Diabetes can harm one of your most prized assets: your eyesight. But you can take action and lower your odds of getting vision problems, says Elizabeth Seaquist, MD, an endocrinologist at the University of Minnesota.
What's the key to preserving your eye health? It's keeping your blood sugar and blood pressure under control, she says.
Lots of studies make it perfectly clear: "The people whose sugars are better controlled always have fewer problems with eye disease," Seaquist says. "People need to work to achieve the level of glucose control that their doctor thinks is important to reduce their risk of eye problems. That’s critically important."
It's also important to manage your blood pressure, she says. High BP, or hypertension, raises the risk of retinopathy, a condition that affects the eyes, she says.
High blood sugar can damage the tiny blood vessels in the retina, a nerve layer at the back of your eye that relays images to your brain. This type of damage is diabetic retinopathy. It causes blood vessels in the retina to weaken and leak fluid. In some people, abnormal blood vessels can grow on the surface of the retina. Left unchecked, diabetic retinopathy can progress to the point of impairing vision.
"Usually the first sign is something the eye doctor sees," Seaquist says. With regular visits, the doctor can catch eye disease before you notice any symptoms.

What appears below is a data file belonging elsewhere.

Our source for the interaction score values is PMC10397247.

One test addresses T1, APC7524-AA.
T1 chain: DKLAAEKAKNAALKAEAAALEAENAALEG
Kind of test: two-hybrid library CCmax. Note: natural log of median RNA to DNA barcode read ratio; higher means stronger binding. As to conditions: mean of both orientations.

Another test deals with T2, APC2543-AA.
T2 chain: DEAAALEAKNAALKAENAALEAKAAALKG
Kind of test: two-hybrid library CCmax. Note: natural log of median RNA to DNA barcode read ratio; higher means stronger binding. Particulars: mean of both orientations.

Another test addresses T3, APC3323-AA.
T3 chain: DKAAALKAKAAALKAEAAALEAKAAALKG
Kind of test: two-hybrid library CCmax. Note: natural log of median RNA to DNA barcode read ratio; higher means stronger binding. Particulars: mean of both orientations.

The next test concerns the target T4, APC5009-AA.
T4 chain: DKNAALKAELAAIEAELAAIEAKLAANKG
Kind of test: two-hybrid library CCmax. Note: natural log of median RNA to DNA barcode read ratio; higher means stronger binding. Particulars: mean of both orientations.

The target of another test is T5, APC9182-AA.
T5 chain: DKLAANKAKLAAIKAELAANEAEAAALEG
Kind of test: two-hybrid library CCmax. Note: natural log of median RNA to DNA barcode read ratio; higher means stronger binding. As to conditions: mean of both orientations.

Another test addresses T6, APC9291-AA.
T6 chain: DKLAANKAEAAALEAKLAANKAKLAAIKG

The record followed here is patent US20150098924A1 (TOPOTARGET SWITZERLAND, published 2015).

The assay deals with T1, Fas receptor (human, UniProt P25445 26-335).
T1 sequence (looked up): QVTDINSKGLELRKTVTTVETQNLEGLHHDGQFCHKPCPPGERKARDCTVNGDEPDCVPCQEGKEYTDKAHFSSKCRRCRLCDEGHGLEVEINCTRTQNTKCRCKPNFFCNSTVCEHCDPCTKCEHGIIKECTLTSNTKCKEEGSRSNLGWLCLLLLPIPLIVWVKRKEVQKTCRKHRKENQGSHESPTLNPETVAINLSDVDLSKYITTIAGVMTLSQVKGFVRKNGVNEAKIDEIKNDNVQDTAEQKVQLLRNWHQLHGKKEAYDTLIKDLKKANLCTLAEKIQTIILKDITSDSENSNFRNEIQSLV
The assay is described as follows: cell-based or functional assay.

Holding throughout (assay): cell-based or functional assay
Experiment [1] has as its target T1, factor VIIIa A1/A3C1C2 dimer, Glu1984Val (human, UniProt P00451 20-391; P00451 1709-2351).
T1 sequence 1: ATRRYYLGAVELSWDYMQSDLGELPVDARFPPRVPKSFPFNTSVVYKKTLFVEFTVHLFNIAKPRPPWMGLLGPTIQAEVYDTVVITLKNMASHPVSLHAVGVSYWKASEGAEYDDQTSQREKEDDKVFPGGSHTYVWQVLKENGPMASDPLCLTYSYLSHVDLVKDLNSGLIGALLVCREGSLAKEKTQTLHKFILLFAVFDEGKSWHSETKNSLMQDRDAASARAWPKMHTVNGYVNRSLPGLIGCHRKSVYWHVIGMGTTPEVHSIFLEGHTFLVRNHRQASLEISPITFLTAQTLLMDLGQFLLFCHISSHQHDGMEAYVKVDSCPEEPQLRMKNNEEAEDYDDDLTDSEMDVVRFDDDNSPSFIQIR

"You need a dilated eye exam. You need someone who is experienced in looking at the retina," she says. Usually, an ophthalmologist does such exams, but you can get a screening test by a well-qualified optometrist, she says.
Get your eyes screened annually, or as often as your doctor recommends. "The changes that happen in the back of the eye as the result of diabetes are pretty predictable," Seaquist says. "An eye doctor can look at one point in time and get a good sense of what’s going to happen to a person’s eyes over the next year."
If you do get diabetic retinopathy, doctors have many effective treatment options, including lasers that seal leaking blood vessels or that discourage new leaky vessels from forming. This works best before bleeding starts, which is why regular eye doctor visits are crucial. Doctors can also inject medications into the eye to reduce inflammation and shrink troublesome vessels. Or they can surgically remove the blood inside the eye to improve vision.
"The key is getting the treatment at the right point in the progression of the disease to make certain you do not go on to have any vision loss," Seaquist says.
Ask Your Doctor
In your practice, do you see many patients with diabetes?
How does diabetes affect the eyes? What kinds of vision problems might happen?
What blood sugar levels should I aim for to keep my eyes healthy?
When should I have my next eye exam?
What kinds of symptoms should I watch for?
What types of eye problems should I call you about?
Do I show any signs of diabetic retinopathy or other problems?
Do you perform eye surgery?